We Need True Justice For All


Carleigh Graham

freshman, Juddy Jolicoeur

Black Lives Matter (BLM). A statement and a movement that wants systemic change for our black brothers and sisters. A movement that will not let police brutality go unnoticed. A movement that calls out racial injustice and profiling.
BLM means a lot to me. I want you to understand where I am coming from when I say I am honestly scared of police officers. I can obey the law, not resist, listen to their demands and still be killed. Police officers are supposed to protect and serve their community. They wear that badge for a reason, which does not include killing another person, no matter what race they are.
I have faced racism throughout my life. From elementary to high school it’s something I can’t escape. In elementary school my hair was pulled to see whether or not I was tender headed.
Another time when I was in the eighth grade, we had a substitute teacher who needed help with the seating chart. He had me do it because another student did it wrong. When I finished, the boy came up to me and called me the “n word” with the hard r. I just sat there in shock because I was uncomfortable. A friend and I went up to the office to explain what happened. The assistant principal seemed understanding about the situation and said she would talk to him about it. Nothing ever became of the situation. He now attends FHS, and I see him everyday.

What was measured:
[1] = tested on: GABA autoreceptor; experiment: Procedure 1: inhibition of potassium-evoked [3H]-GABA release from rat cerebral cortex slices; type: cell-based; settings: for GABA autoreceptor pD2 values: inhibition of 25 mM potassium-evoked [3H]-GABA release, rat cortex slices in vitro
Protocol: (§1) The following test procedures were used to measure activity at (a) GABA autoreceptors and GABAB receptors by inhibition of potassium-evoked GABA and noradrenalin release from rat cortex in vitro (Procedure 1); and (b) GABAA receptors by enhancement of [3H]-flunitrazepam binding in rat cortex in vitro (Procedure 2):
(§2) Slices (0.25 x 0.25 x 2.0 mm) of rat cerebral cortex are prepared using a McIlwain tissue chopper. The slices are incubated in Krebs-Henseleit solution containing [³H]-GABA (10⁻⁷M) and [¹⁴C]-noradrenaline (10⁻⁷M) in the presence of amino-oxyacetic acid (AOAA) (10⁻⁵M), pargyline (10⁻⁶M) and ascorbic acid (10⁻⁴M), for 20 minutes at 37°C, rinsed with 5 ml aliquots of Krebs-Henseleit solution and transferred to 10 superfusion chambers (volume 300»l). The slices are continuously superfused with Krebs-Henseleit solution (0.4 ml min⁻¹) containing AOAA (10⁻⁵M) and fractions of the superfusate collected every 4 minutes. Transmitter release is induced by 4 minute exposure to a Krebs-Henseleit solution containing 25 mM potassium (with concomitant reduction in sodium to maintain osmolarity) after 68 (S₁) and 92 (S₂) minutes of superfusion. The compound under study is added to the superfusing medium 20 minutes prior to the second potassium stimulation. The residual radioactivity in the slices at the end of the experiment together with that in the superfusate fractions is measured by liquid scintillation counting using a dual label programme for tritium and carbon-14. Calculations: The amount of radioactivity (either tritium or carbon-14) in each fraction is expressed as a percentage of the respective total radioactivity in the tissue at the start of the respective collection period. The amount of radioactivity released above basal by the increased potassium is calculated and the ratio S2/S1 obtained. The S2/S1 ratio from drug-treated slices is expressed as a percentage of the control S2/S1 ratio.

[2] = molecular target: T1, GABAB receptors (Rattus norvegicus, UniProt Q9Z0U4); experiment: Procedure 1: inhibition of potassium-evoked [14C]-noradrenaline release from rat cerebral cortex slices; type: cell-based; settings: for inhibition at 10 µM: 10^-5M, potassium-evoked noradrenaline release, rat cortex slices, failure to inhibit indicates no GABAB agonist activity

More recently, right before the election, I had a debate on Instagram Live with a student at Kettle Run High School. We debated BLM v. All Lives Matter, trans rights, women’s rights, Trump’s policies v. Biden’s policies, abortion v. pro choice and whether Blue Lives Matter was a “thing.” There were some students that were spamming in the chat the “n word” with the hard r.
Although these situations may not seem like much, they are very disconcerting and gaining attention throughout the world. I was a bit relived with the announcement of Derek Chauvin charge of guilty on all three counts for the murder of George Floyd. I had been watching the case very closely and, personally, I felt he was guilty from the start. Whether Floyd had fentanyl in his system or he had health issues, he would’ve never lived through a knee being dug into his neck for almost nine minutes.
We are on the road to change and closure. Around the United States police departments’ funding has been cut, no knock warrants are banned, choke holds are banned and policing has been better taught. However, it will make time to truly reach justice.